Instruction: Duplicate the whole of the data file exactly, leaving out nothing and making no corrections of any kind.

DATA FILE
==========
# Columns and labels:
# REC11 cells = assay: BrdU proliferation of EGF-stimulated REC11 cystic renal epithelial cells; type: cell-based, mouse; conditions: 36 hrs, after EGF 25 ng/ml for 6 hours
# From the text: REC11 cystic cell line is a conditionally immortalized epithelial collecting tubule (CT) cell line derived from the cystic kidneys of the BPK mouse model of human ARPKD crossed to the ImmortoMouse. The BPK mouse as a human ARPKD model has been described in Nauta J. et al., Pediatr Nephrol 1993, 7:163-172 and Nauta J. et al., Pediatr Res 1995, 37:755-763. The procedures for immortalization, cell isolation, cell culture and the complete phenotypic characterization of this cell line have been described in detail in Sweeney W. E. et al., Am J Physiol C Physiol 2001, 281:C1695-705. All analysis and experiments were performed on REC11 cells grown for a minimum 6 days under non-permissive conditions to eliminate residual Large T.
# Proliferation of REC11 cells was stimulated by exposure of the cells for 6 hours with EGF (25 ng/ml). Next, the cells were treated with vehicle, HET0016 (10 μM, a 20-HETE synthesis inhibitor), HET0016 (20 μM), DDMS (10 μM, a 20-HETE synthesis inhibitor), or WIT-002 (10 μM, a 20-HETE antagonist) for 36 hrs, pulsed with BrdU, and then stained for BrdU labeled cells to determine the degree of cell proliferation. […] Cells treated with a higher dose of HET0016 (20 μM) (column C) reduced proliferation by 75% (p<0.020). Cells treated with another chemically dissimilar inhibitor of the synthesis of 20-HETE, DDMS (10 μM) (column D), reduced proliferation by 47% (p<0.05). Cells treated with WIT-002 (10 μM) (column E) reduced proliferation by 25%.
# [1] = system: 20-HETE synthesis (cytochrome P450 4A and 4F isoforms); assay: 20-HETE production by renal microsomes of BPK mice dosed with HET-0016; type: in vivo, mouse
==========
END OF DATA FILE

# Columns and labels:
# REC11 cells = assay: BrdU proliferation of EGF-stimulated REC11 cystic renal epithelial cells; type: cell-based, mouse; conditions: 36 hrs, after EGF 25 ng/ml for 6 hours
# From the text: REC11 cystic cell line is a conditionally immortalized epithelial collecting tubule (CT) cell line derived from the cystic kidneys of the BPK mouse model of human ARPKD crossed to the ImmortoMouse. The BPK mouse as a human ARPKD model has been described in Nauta J. et al., Pediatr Nephrol 1993, 7:163-172 and Nauta J. et al., Pediatr Res 1995, 37:755-763. The procedures for immortalization, cell isolation, cell culture and the complete phenotypic characterization of this cell line have been described in detail in Sweeney W. E. et al., Am J Physiol C Physiol 2001, 281:C1695-705. All analysis and experiments were performed on REC11 cells grown for a minimum 6 days under non-permissive conditions to eliminate residual Large T.
# Proliferation of REC11 cells was stimulated by exposure of the cells for 6 hours with EGF (25 ng/ml). Next, the cells were treated with vehicle, HET0016 (10 μM, a 20-HETE synthesis inhibitor), HET0016 (20 μM), DDMS (10 μM, a 20-HETE synthesis inhibitor), or WIT-002 (10 μM, a 20-HETE antagonist) for 36 hrs, pulsed with BrdU, and then stained for BrdU labeled cells to determine the degree of cell proliferation. […] Cells treated with a higher dose of HET0016 (20 μM) (column C) reduced proliferation by 75% (p<0.020). Cells treated with another chemically dissimilar inhibitor of the synthesis of 20-HETE, DDMS (10 μM) (column D), reduced proliferation by 47% (p<0.05). Cells treated with WIT-002 (10 μM) (column E) reduced proliferation by 25%.
# [1] = system: 20-HETE synthesis (cytochrome P450 4A and 4F isoforms); assay: 20-HETE production by renal microsomes of BPK mice dosed with HET-0016; type: in vivo, mouse